Art Mac Cumhaigh


Monsignor Dr Reamonn O Muiri

 Cardinal Tomás Ó  Fiaich, son of the parish of Creggan, loved his native place and was extremely proud of all its historical associations especially the saints and poets of its surroundings.  Séamus Dall Mac Cuarta, Peadar Ó Doirnín and Art Mac Cumhaigh were among the great 18th century Oriel poets who sang its praises.  The Cardinal described Mac Cumhaigh as ‘the patriotic Ulsterman still looking back to the past and to the days of the Ó Néill régime’. The poet’s name to this day is associated with Creggan graveyard with its little church and Ó Néill vault.  Mac Cumhaigh immortalized it in his vision poem Úrchill an Chreagáin (‘Creggan Graveyard’). The Irish scholar Énrí Ó Muirgheasa described the poem as ‘The National Anthem of South Ulster’ and in our day any South Armagh person will get emotional when listening to Pádraigín Ní Uallacháin sing it majestically and plaintively.

      Art Mac Cumhaigh’s heart was in Creggan, Glasdromain and the Fews. He expressed his wish in his poetry that he would be buried in Creggan. And after all it was from Creggan that he wished to elope with his visionary beautiful lady, as he says in Úrchill an Creagáin. It is probable that the poet was born in Creggan parish around the year 1738 and was brought up on a small farm of a few acres. However, there are strong traditions of Mac Cumhaigh’s associations with Cill Comhairle (Kilkerley) and it would seem that he also lived for a period there.

      One could say that South Armagh down to the beginning of the seventeenth century was owned by two families, the O’Neills of the Fews in the South-West, with their headquarters at Glassdrummond and the O’Hanlons in the South-East with their castle at Tandragee.  The Plantation, the Rising of 1641, the dispersal of members of these noble families who joined the French and later the Spanish armies, resulted in the loss of their lands.  Mac Cumhaigh in several of his poems lamented the great exodus of the O’Neills of the Fews to Spain:

            ‘Chuaidh an iomad de Ghaelaibh, faraor, as Éirinn,

            Chun na Spáinne ag ardú a gcéime,

           Toirleach mac Aodh Buí, croí na féile,

           Feilimidh Óg, is Eoghan ’na dhiaidh sin’. 

 (‘Alas so many of the Gaels went to Spain and attained distinction there, Toirleach son of Aodh Buí, the heart of hospitality, Feilimidh Óg and then Eoghan’.)

It was a proud day for Creggan parish when Conchita O’Neill of Seville, Spain, descendant of the O’Neills of the Fews, unveiled the memorial over the O’Neill vault in Creggan graveyard on 29 April 1973. It reads:  1480  Ó Néill   1820.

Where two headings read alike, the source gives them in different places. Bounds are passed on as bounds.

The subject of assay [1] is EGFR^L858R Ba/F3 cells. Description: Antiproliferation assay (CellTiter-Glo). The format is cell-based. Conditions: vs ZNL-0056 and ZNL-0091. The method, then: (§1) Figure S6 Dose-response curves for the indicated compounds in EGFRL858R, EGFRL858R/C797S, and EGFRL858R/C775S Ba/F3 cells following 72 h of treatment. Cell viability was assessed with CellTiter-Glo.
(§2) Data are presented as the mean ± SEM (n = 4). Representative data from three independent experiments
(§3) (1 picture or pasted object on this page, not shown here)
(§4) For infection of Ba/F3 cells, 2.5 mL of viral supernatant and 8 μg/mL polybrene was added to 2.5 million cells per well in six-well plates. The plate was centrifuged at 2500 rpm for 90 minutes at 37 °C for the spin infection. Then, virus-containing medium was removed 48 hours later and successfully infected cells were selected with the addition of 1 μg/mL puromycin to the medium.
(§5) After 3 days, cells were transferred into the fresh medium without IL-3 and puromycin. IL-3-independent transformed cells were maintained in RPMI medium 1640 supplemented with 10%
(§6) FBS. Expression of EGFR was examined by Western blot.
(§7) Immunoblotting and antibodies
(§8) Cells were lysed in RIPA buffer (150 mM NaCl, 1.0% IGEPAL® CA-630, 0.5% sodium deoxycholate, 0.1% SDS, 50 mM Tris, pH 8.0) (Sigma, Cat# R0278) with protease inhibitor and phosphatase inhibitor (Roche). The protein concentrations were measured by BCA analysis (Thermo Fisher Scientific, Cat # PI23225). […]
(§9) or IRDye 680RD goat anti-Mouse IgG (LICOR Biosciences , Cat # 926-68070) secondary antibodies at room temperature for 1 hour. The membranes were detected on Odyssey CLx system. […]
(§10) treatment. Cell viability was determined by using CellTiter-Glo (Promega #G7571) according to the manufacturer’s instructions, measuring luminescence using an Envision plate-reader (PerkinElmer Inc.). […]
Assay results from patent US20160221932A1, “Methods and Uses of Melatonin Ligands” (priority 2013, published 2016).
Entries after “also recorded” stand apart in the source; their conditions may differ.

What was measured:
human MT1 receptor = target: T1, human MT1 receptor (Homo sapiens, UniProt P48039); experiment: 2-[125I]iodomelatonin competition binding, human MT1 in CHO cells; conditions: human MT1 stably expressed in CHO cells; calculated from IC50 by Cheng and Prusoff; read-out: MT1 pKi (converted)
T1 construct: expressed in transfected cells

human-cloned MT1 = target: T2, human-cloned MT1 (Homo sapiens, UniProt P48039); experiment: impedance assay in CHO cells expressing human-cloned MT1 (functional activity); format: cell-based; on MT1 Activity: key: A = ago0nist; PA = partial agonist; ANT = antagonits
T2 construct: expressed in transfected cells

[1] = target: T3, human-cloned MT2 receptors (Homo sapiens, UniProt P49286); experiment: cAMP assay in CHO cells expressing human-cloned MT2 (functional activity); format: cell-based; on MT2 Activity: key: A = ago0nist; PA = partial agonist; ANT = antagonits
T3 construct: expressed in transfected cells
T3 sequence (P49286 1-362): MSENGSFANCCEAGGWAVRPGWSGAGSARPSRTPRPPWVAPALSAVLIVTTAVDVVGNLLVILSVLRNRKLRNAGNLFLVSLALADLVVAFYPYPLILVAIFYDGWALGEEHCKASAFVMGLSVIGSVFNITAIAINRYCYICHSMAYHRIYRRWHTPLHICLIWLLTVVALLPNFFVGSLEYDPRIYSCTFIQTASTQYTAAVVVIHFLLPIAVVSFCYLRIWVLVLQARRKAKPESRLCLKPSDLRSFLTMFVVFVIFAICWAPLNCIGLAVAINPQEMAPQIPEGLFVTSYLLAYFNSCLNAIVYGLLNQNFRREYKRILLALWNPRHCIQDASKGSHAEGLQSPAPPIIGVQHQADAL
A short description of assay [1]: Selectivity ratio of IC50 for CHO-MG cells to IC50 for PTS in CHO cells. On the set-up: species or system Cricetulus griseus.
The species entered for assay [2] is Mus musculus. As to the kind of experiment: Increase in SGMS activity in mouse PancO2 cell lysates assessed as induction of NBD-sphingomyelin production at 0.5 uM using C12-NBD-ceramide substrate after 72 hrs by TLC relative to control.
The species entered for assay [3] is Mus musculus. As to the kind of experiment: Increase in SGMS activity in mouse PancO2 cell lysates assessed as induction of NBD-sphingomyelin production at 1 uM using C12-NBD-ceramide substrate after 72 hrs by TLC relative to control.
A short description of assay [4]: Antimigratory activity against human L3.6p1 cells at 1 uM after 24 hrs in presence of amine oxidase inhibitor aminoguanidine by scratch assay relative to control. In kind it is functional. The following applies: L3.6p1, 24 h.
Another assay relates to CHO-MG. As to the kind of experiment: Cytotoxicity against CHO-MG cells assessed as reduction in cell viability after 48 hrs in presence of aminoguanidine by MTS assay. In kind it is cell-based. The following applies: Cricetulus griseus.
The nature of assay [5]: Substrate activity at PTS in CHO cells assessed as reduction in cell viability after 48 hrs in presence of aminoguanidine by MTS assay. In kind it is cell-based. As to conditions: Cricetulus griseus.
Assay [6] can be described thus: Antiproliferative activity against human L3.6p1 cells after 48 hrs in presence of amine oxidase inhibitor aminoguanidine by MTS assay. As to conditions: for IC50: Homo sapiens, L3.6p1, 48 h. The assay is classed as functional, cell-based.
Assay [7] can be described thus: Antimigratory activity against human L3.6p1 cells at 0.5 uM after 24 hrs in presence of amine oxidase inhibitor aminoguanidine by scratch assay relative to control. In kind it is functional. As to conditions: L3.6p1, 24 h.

Art Mac Cumhaigh worked as a labourer. He lived near the Protestant minister and worked for him when he grew up and indeed he was married in the Protestant church.  He and Peadar Ó Doirnin, while praising the O’Neill and O’Hanlon members of the Franciscan order, were far from complimentary to the  secular priests and indeed Mac Cumhaigh’s dispute with the parish priest of Creggan, Fr Toireach Ó Coinne, led to the poet’s expulsion from the parish.  Fr Ó Coinne had a reputation of being fond of money.   His sister Máire kept house for him. The story goes that when Mac Cumhaigh once called to the house she kept him in the chimney corner, because she had important visitors, and gave him a drink of buttermilk. He composed a satire on her and referred to her as ‘Máire Chaoch’ (‘Blind Mary’) because her eyes were disfigured.  However, he came back to Creggaa after a year and asked forgiveness. The dispute had led to his marrying in the Protestant church in Creggan. Fr Labhrás Táth of the parish of Kilkerley  enticed him back from his exile in Binn Éadair and Fr Ó Luain (Fr Lamb) of Cullyhanna said later that Art and Máire Lamb were married again in the Catholic Church.

      Séamus Mac Giolla Choille in a poem informs us that Art Mac Cumhaigh died on 5 January 1773. Although there are theories of a later date, 1773 is probably correct.   Cardinal Tomás Ó Fiaich edited Mac Cumhaigh’s poems, twenty-five of them, for Éigse Oirialla in 1973. Some of them reveal political history, the sufferings caused by the imposition of the penal laws and the social life of the people of the district but he will be forever remembered for his patriotic poem Úirchill an Chreagain  The Aislingí or ‘Vision Poems’ were a particular genre of his time but, unlike the Munster poets, whose beautiful lady in the vision heralds the return of the Stuarts, Mac Cumhaigh’s hope lay in the return of the O’Neills. 

Monsignor Reamonn O Muiri, a native of neighbouring Lower Creggan Parish, retired Parist Priest of Cookstown, edits Seanchas Ard Mhacha, Journal of Cumann Seanchas Ard Mhacha (Armagh Diocesan Historical Society.  He is a distinguished historian, author, poet and human rights campaigner.